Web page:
When you craft a really impeccable first film, there is a lot of pressure to provide an equally great second film.
Some directors take this in their stride. Jordan Peele, for example, after winning an Academy Award for Get Out, followed up with the horrifying Us. Barry Jenkins’ crafted the superb Moonlight then his next movie was the phenomenal If Beale Street Could Talk.
Some directors cannot rise to the greatness of the first film.
Under the Silver Lake, a sophomore release for It Follows director David Robert Mitchell, manages to straddle both – become a perplexing film that never full rises to the occasion but doesn’t entirely sink to the bottom either.
Starring Andrew Garfield, Under The Silver Lake revolves around Sam – a nice but lazy guy who spends his time watching his neighbours in his flat on Silver Lake. When he falls for an attractive girl in his block, they spend a night together only for her to disappear the very next day. Soon he starts seeing clues everywhere. Following the signs seemingly left for him, Sam is about to uncover some fiendish plot that controls the whole city of Los Angeles…
David Robert Mitchell’s neo-noir fantasy is a sharply shot and colourful film that boasts some exquisite shots and beautiful colour-grading to match its weird storyline. Andrew Garfield gives his best performance as an increasingly erratic loser who plunges himself into the deep seedy underworld of Hollywood and its surrounding towns. His big doe eyes lend themselves well to Sam’s curiosity and Garfield manages the humour, the fear, and the lunacy quite well.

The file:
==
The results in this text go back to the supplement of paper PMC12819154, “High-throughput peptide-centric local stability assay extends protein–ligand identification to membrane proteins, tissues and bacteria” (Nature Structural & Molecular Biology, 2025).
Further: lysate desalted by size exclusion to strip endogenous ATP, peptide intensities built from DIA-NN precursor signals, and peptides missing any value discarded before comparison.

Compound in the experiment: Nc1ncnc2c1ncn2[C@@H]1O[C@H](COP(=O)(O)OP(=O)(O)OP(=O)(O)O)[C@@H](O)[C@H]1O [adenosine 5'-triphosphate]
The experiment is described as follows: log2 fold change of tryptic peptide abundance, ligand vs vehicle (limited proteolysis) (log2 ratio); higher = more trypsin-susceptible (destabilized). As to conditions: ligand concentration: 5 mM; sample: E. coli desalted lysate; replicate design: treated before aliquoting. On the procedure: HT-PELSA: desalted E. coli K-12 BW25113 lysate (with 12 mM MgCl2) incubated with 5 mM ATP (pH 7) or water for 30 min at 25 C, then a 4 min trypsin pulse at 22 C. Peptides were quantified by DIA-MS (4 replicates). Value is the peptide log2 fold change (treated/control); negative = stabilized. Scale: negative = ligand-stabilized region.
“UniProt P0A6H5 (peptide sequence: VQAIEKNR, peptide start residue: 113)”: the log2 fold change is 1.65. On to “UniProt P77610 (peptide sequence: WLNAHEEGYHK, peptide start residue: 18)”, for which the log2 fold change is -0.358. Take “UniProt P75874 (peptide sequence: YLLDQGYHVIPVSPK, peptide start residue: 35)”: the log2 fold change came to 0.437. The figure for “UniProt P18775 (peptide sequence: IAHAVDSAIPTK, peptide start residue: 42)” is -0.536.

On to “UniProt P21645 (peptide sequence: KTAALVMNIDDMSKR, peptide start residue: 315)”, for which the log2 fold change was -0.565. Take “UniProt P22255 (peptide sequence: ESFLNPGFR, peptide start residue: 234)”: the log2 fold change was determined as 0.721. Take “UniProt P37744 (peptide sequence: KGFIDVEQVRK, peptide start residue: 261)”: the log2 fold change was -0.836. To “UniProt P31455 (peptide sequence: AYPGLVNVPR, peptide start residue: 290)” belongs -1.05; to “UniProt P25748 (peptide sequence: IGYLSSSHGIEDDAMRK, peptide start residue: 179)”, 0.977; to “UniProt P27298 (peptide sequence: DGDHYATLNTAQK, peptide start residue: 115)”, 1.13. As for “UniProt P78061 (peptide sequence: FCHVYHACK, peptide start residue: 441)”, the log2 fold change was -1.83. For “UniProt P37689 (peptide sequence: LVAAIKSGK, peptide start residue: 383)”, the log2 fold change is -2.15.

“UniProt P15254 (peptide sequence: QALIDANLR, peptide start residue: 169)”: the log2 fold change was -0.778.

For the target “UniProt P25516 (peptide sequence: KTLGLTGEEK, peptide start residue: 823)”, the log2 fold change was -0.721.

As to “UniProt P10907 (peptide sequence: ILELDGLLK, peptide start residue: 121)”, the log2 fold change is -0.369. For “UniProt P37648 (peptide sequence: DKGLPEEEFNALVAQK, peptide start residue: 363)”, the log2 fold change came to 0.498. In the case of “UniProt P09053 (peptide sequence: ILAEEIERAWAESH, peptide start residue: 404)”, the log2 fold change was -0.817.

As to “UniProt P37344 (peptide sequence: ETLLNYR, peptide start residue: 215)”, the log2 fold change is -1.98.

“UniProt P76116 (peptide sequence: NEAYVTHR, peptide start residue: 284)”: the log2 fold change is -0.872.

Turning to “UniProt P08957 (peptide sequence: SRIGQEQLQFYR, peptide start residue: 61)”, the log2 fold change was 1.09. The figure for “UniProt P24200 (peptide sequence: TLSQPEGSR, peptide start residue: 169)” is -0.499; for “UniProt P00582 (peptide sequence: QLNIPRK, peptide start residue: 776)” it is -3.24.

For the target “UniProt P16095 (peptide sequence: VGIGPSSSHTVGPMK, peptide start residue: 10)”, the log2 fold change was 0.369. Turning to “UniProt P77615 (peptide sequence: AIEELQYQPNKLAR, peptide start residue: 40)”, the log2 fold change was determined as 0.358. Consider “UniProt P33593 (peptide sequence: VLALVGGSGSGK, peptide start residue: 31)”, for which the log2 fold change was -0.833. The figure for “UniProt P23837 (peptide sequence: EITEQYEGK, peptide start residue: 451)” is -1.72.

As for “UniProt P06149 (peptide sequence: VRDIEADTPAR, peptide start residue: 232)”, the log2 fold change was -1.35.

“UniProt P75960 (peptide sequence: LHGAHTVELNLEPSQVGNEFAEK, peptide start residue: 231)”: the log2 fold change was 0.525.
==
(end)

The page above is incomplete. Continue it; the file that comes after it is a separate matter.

Music by Disasterpeace, though over-bearing in places, is also well-pitched in others.
There’s a fear in claiming a film is nonsensical because then commenters come out of the woodwork to proclaim that one doesn’t “get it” or are “too stupid to understand.” No – on the basic level Under the Silver Lake has a pretty standard plotline – girl goes missing, secret codes, cults, and the whole she-bang. The problem is that the movie just haphazardly adds elements that don’t gel with the film or add any sustenance to the proceedings. It is so indulgent and sniffs of desperation to be edgy and quirky – never quite feeling like both. The tonal shifts and inability to decide what it is trying to be is off-putting, making it dull in places.
And yet…and yet… you can’t help but find yourself drawn into this messy spider’s web. Under the Silver Lake dives into the story head-first and that’s somewhat admirable. It’s film full of contention that’ll split people down the middle on every part here. From the misogyny of our lead character and the films numerous breast shots (is that a flaw of the character or the film?), to the weird supernatural phenomenons that crop up throughout, Under the Silver Lake will probably be discussed and chopped up for years to come .
The one thing about Under the Silver Lake is that it’s era-less aesthetic, capturing a different and unusual heart of Los Angeles made me reminisce about how good The Nice Guys were. So, so good.
Under the Silver Lake is in cinemas and available on MUBI now!